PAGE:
Wednesday, September 22, 2010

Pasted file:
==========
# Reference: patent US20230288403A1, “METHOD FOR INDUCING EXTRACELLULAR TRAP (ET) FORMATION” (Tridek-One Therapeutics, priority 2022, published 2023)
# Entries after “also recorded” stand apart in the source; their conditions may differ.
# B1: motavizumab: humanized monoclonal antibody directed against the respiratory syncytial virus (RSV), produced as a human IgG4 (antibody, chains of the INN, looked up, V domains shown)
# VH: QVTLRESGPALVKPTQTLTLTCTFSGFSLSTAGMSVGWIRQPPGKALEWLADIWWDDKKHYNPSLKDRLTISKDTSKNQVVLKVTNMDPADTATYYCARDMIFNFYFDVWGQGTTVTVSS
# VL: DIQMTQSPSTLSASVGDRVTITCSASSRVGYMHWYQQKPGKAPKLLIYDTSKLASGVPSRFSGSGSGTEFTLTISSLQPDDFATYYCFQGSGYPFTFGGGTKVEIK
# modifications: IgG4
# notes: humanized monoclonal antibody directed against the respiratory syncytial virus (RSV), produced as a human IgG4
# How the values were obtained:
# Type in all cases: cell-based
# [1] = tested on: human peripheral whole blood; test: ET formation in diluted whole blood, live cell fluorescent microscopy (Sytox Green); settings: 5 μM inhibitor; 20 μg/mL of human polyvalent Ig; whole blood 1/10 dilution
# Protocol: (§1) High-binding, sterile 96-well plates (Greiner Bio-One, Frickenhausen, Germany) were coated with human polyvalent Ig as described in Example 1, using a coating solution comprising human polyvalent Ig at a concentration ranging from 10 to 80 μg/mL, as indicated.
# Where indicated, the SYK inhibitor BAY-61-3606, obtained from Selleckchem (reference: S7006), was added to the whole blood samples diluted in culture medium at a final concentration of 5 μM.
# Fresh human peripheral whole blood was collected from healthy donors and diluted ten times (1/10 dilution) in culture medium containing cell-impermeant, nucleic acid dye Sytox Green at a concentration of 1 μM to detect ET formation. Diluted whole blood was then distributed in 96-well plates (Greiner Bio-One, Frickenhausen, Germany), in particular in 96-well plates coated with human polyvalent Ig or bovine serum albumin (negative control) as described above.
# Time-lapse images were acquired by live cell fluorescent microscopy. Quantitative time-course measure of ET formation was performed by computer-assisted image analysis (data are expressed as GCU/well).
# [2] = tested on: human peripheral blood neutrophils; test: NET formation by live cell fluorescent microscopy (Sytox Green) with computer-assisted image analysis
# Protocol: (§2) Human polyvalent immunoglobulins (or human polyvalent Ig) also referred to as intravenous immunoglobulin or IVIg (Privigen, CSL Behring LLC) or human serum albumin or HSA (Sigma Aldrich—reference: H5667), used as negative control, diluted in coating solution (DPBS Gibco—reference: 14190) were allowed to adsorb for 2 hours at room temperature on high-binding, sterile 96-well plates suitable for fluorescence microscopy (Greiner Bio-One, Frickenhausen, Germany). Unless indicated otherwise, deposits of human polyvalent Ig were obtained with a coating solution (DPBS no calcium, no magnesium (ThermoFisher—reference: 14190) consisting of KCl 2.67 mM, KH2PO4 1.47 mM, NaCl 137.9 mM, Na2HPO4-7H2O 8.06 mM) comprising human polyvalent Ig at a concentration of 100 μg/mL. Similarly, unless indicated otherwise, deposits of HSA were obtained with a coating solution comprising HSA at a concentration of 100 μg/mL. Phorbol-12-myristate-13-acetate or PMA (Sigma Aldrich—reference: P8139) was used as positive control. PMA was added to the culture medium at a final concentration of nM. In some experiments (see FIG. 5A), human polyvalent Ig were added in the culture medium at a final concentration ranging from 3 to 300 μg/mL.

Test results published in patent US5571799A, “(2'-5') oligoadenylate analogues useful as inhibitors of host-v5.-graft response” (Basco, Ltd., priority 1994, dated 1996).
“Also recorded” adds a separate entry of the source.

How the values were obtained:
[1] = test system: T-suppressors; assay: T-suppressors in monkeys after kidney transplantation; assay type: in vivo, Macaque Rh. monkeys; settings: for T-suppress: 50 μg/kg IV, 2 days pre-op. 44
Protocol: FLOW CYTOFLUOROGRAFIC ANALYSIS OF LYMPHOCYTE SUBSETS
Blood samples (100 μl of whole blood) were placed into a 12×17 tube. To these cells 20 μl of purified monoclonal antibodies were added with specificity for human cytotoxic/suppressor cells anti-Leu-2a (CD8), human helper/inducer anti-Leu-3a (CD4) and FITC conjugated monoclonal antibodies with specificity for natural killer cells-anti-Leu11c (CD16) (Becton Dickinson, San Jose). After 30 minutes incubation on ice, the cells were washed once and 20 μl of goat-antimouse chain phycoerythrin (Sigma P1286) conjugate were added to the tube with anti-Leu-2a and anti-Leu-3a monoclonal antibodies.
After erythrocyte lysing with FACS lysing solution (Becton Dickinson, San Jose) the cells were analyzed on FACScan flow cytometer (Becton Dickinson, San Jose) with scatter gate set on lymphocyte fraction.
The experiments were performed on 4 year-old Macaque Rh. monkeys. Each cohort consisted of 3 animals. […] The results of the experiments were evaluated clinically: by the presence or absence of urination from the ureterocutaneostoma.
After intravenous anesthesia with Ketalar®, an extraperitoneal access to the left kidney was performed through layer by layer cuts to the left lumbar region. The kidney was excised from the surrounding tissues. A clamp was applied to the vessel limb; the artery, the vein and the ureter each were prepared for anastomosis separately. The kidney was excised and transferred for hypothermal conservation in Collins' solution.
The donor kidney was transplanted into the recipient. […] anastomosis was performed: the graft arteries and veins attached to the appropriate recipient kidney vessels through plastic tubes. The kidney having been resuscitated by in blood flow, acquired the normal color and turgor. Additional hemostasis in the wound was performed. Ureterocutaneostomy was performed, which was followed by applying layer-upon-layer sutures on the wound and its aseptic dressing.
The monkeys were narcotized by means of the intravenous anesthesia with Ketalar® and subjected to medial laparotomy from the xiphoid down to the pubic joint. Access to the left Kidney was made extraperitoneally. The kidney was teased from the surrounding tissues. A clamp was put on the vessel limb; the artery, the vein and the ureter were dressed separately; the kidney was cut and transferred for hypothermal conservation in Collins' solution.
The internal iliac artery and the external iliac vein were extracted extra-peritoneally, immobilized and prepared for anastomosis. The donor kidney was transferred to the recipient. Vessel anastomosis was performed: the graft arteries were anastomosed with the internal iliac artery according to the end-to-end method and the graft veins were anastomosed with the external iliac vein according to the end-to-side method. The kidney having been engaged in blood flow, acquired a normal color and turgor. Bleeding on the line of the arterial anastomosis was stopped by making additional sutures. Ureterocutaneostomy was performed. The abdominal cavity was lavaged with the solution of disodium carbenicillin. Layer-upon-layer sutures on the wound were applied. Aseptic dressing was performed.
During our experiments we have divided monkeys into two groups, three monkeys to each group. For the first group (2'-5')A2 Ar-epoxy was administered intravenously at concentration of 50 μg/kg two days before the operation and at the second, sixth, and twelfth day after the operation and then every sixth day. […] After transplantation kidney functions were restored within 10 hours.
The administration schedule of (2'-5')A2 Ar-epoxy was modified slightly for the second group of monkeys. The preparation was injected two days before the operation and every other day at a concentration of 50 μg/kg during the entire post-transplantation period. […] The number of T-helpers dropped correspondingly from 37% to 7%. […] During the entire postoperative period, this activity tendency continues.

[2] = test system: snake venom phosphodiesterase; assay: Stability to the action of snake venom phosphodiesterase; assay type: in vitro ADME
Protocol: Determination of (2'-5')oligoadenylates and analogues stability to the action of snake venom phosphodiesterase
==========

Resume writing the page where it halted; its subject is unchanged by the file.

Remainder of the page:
Conventional distaste of the employment of women as agents in wartime and concern about placing them in great personal danger were exploited in October 1915 when a British nurse, Edith Cavell, was sentenced to death by  the German occupation forces in Belgium after she had confessed to assisting the escape of Allied soldiers to neutral Holland. Her execution by a firing squad created a worldwide revulsion and was a propaganda triumph  for the British.